MCCEE Mapping for the Future

With the help of the 2013-14 MCCEE Mapping for the Future Grant, NRCI continued to serve students by 1) making science relevant; 2) allowing students the chance to be scientists; and 3) stimulating conservation through appreciation. NRCI seeks to connect students to science and nature by providing projects and activities within three main areas: 1) Classroom, 2) Training, and 3) Enrichment. Within each of these areas, projects were specifically designed to correspond to Mitchell Community College’s strategic plan and its four focus areas of programming, partnerships, technology, and innovation. The following summary shows what NRCI accomplished during the 2013-14 year with the support from this grant.

Thirty students from Biology 140- Environmental Biology (Fall 2013) and Biology 143- Field Biology (Spring 2014) participated in several original research projects. Equipment for these projects was purchased from grant funds. Student research groups wrote blog entries on the NRCI webpage ( The final projects can be seen at Several projects from biology students were turned into scientific posters. These are displayed in MCC’s Grier Science Building.

In April 2014, as part of MCC’s STEAM Day, 32 Biology 111 students participated in a 6-hour Bioblitz. Their objective was to identify as many insects, birds, mammals, and plants as possible within the time frame. Shawn Cox, an arborist from the City of Statesville, and Ron and Garnet Underwood, two local bird experts, volunteered their time to help students with identification. The details from this year’s event can be found at This event will be held annually and will try to detect any differences in biodiversity from year to year. It also gives students the opportunity to conduct and analyze original scientific research.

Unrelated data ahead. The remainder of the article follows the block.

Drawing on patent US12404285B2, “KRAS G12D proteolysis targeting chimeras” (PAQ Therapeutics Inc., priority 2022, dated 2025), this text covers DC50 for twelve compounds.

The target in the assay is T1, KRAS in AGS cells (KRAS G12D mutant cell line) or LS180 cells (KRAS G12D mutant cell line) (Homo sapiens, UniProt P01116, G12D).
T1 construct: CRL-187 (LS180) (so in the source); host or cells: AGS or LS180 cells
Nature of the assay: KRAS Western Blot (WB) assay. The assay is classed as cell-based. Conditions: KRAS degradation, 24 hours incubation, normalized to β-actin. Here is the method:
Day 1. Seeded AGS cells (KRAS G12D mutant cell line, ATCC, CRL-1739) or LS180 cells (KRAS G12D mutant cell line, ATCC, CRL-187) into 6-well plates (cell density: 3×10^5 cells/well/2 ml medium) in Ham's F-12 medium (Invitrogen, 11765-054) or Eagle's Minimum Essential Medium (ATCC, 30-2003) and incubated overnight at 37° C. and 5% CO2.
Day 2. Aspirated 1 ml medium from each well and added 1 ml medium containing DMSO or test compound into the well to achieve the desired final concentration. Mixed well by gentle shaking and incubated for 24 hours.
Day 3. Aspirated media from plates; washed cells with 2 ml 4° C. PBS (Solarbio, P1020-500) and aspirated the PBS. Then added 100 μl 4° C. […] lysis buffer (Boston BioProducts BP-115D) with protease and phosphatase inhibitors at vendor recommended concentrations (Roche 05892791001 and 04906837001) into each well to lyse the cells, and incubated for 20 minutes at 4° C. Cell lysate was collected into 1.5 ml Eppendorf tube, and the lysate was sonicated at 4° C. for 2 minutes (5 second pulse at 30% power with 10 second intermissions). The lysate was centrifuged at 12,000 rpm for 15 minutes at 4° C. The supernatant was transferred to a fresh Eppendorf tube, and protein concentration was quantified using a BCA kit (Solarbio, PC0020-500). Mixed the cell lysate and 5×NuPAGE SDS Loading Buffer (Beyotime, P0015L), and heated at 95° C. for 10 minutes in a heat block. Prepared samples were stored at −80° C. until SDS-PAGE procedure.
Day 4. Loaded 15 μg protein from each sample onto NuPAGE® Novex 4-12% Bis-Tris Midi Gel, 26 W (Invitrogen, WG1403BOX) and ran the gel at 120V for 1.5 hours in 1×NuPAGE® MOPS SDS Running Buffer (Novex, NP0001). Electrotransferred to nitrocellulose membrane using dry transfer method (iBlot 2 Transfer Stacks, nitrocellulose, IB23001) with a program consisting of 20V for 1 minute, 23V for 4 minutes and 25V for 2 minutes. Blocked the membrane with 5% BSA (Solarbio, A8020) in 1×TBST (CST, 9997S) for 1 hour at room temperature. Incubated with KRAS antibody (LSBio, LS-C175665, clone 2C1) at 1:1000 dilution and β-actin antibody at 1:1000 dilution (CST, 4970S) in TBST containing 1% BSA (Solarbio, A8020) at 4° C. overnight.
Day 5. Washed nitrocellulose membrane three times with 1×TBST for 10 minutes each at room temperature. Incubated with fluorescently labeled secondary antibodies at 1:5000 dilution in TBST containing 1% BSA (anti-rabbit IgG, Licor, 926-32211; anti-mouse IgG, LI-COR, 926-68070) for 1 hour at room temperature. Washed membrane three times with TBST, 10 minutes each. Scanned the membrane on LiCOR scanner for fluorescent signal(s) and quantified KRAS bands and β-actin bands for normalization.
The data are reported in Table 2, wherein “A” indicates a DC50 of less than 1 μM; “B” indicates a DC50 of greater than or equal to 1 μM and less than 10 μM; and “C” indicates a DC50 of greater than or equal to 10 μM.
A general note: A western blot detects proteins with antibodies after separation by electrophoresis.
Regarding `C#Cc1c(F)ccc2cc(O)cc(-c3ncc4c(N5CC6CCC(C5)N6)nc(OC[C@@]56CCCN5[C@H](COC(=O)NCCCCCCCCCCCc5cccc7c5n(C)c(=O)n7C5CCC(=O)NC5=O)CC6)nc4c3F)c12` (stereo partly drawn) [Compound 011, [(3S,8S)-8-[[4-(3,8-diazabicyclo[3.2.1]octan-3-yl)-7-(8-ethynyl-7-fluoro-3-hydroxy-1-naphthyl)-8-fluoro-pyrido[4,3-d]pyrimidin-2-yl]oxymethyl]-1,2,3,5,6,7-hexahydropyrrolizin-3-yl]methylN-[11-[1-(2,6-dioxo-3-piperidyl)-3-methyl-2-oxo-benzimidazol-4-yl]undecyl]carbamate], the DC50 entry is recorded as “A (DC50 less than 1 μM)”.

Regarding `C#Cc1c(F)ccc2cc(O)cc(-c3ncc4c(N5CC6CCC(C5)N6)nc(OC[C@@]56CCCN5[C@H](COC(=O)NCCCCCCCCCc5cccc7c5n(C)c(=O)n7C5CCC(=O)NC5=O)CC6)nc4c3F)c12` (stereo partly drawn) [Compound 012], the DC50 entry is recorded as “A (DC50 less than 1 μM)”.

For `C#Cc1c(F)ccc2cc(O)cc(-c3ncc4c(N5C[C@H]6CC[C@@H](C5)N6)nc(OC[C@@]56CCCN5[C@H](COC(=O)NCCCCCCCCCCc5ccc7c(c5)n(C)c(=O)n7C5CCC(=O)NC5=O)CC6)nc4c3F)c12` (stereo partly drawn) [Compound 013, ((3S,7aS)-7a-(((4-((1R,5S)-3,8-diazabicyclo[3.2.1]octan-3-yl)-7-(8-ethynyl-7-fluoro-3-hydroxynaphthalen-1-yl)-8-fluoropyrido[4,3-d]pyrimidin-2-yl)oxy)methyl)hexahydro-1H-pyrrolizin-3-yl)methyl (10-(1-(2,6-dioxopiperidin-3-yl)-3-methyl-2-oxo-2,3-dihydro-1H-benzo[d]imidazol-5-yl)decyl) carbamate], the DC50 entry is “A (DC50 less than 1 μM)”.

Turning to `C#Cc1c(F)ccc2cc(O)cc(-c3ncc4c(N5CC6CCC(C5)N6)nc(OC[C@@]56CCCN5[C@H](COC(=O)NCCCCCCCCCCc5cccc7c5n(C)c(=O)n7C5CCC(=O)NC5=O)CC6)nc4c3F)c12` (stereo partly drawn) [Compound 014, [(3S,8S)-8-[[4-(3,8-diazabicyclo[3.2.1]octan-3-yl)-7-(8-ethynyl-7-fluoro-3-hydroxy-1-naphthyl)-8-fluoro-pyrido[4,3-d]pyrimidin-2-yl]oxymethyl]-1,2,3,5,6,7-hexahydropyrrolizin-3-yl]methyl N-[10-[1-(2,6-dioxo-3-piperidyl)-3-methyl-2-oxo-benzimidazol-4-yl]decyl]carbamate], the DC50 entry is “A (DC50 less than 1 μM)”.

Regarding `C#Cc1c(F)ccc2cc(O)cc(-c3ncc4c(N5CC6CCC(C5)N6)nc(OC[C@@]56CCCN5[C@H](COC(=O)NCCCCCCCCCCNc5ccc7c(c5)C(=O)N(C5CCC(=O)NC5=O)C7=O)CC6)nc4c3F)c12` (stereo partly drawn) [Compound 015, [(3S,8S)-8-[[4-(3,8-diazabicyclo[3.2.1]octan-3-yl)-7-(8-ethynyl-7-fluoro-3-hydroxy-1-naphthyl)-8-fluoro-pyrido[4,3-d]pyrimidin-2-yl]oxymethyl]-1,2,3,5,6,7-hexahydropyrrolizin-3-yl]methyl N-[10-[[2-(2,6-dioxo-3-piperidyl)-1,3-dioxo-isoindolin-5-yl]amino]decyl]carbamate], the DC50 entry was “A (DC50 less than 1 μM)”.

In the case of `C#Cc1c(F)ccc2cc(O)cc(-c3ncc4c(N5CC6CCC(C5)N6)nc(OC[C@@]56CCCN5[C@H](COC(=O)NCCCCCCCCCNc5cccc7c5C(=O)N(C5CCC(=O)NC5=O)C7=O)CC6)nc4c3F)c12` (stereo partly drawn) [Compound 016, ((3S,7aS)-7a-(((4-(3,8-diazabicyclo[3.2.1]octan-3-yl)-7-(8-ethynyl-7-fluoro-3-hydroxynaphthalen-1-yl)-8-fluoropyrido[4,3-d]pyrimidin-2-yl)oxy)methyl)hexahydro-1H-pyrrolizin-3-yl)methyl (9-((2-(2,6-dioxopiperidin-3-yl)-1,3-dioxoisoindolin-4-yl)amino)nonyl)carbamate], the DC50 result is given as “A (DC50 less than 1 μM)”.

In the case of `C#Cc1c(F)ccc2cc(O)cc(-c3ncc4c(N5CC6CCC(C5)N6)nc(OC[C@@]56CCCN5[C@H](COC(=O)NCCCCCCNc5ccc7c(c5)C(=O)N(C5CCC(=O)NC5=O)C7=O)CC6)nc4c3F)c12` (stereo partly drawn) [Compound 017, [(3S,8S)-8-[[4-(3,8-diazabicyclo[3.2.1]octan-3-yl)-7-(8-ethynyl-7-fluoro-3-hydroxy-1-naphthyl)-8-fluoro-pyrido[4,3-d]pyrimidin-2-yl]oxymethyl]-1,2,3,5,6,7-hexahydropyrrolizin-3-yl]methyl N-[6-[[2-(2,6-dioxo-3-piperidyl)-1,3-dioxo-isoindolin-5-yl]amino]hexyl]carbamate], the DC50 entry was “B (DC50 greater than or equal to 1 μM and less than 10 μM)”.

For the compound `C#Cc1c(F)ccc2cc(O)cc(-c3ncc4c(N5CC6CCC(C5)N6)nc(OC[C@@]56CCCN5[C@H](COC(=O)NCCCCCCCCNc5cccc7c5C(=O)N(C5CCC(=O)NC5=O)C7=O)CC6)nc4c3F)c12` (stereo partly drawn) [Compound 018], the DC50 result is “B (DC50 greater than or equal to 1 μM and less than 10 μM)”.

As a follow-up to the Bioblitz, biology students will be using a technique known as DNA barcoding to identify some of the insects to the species level. This will be done during the Fall 2014 semester. As part of a laboratory project, Mitchell students will work with Dr. Adam Reitzel and graduate student Haley Peters, both from UNCC, to isolate the DNA from insects around campus. The DNA will then be sent off for sequencing. Results will be then be analyzed using specific software.

As part of a Biology 111 and 112 final project, twelve students participated in a service-learning project at the Boys and Girls Club of the Piedmont. They were given the responsibility to create nature-based activities for 5th graders during an after-school program. Before carrying out these activities, these Mitchell students had to be go through several training sessions. Material and books for these training sessions were purchased with grant funds.

Three MCC students, Makenna Gazaille, Madeline Hamiter, and Lauren Sadowski, had the opportunity to work in a research lab at UNCC during the summer 2014 where they performed research for Dr. Ron Clouse and the Department of Bioinformatics under the supervision of Dr. Adam Reitzel. These Mitchell students sequenced the genes of Pholcids (i.e. daddy long-legs) and isolated certain genes to look for common ancestors among species from Borneo. They also researched how various genes of the starlet sea anemone, Nematostella vectensis, are related to its behavior. This opportunity came about through a partnership between biology departments at both institutions (MCC and UNCC). Future MCC students will have some of these same opportunities to work in research labs at UNCC.

During both the Fall 2013 and Spring 2014 semesters, 12 Biology 111/112 students led 5th grade students from the Boys and Girls Club of the Piedmont in various nature activities (see Over 30 Boys and Girls Club students were served by this project.

In partnership with the City of Statesville Recreation and Parks Department, 20 MCC Biology 112 students participated in Arbor Day in April 2014. The students set up various activities/games for kids and adults.

Although no grant funds were used, MCC Continuing Education Department offered an enrichment class for the community entitled, “Project Yellowstone.” 16 participants learned about biology in Yellowstone National Park. Read about the trip here Over the course of 5 summers, Project Yellowstone has taken 45 participants to Yellowstone National Park for a biology experience.

Thank you MCCEE for making all of this possible.



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